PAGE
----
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Robert Reich: Why Are House Democrats So Reluctant To Tax Wealth? – OpEd

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I have to get this off my chest. Last week, the House Ways and Means Committee released its proposed tax increases to fund President Biden’s $3.5 trillion social policy plan.

Here’s the big thing that hit me: Democrats didn’t go after the huge accumulations of wealth at the top – representing the largest share of the economy in more than a century.

You might have thought they’d be eager to tax America’s 660 billionaires whose fortunes have increased $1.8 trillion since the start of the pandemic – an amount that could fund half of Biden’s plan and still leave the billionaires as rich as they were before the pandemic began.

I mean, Elon Musk’s $138 billion in pandemic gains could cover the cost of tuition for 5.5 million community college students and feed 29 million low-income public-school kids, while still leaving Musk $4 billion richer than he was before Covid.

But House Democrats on Ways and Means decided to raise revenue the traditional way, taxing annual income rather than immense wealth. They aim to raise the highest income tax rate and apply a 3 percent surtax to incomes over $5 million.

So what’s the dirty little secret? Come visit the full post to find out: https://robertreich.substack.com/p/why-are-house-democrats-so-reluctant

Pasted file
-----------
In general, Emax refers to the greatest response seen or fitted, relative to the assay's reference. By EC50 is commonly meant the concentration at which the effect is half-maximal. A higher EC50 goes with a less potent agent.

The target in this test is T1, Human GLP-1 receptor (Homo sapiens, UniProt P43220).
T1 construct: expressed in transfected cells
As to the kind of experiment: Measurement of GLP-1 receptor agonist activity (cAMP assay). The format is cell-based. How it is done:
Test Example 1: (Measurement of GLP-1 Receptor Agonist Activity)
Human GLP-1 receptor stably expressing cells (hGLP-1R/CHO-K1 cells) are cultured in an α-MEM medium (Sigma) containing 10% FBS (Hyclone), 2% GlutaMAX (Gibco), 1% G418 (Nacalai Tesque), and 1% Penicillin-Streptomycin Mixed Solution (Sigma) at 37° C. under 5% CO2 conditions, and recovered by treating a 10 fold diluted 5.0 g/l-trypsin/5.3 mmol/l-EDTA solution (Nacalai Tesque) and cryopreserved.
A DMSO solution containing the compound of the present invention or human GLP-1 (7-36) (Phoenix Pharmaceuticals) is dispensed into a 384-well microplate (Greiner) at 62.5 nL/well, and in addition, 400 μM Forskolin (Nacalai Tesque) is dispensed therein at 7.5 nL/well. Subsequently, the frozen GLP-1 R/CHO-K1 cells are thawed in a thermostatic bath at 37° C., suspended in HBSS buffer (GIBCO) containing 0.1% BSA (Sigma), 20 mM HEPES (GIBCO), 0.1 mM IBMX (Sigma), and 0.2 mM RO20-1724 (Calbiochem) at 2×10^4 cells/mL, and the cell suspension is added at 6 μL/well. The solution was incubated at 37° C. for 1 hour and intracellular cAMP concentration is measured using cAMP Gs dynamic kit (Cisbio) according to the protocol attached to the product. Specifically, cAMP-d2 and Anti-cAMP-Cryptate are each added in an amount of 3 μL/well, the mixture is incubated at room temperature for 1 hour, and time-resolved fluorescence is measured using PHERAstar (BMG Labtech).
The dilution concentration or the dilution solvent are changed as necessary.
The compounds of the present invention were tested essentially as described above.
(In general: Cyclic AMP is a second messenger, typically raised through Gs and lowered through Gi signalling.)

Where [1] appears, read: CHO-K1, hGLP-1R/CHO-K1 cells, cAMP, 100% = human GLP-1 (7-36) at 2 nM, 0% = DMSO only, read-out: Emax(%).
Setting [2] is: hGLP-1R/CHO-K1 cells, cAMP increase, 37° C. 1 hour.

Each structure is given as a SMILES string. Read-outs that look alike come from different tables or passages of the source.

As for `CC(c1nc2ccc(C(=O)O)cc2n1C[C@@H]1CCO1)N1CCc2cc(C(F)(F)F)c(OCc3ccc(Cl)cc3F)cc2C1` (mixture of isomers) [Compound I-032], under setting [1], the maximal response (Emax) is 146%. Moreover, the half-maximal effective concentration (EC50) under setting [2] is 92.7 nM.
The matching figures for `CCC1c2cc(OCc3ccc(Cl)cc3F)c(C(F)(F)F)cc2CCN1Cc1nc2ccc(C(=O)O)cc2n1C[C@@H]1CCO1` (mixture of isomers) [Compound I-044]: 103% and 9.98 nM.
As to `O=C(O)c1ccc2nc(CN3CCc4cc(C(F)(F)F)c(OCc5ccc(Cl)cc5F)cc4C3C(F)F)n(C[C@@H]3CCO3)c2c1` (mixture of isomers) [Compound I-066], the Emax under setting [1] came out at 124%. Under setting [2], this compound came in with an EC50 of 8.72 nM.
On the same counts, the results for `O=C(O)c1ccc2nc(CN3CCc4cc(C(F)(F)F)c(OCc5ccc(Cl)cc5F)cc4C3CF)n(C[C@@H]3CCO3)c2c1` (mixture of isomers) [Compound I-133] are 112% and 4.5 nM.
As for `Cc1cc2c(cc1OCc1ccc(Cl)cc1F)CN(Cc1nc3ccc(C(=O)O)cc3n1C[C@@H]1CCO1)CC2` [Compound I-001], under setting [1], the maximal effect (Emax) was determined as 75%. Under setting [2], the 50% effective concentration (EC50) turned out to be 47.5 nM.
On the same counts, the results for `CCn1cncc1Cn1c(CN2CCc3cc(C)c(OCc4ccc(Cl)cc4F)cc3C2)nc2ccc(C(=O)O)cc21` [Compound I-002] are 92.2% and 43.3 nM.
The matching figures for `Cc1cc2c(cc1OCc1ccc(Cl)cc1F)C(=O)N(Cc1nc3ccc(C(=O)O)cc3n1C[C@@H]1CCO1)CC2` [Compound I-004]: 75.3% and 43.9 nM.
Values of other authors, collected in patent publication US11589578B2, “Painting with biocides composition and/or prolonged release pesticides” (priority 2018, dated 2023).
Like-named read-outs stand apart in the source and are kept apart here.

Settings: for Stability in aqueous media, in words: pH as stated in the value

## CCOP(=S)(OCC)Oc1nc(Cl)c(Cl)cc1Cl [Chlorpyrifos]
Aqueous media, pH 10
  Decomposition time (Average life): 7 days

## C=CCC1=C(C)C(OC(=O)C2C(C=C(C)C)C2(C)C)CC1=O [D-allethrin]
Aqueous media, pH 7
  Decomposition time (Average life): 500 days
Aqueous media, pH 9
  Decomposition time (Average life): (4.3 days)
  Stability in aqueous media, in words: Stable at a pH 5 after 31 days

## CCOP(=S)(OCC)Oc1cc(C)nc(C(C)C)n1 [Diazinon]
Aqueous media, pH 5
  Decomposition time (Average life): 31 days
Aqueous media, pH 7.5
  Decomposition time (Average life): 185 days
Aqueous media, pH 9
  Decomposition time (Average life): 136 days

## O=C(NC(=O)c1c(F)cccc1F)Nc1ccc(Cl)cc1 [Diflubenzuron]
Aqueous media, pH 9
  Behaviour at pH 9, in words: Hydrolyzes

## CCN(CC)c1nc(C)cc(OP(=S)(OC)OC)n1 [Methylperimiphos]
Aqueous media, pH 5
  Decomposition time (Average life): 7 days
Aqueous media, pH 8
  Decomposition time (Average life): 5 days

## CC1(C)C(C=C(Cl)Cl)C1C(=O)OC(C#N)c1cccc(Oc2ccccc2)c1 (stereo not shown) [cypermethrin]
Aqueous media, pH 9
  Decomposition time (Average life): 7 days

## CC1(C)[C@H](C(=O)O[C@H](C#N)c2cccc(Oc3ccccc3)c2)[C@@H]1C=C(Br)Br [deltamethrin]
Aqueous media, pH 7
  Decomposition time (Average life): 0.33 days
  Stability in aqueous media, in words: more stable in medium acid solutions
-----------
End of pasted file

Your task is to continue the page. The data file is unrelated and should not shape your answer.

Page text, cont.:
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Robert Reich

Robert B. Reich is Chancellor's Professor of Public Policy at the University of California at Berkeley and Senior Fellow at the Blum Center for Developing Economies. He served as Secretary of Labor in the Clinton administration, for which Time Magazine named him one of the ten most effective cabinet secretaries of the twentieth century. He has written fifteen books, including the best sellers "Aftershock", "The Work of Nations," and"Beyond Outrage," and, his most recent, "The Common Good," which is available in bookstores now. He is also a founding editor of the American Prospect magazine, chairman of Common Cause, a member of the American Academy of Arts and Sciences, and co-creator of the award-winning documentary, "Inequality For All." He's co-creator of the Netflix original documentary "Saving Capitalism," which is streaming now.

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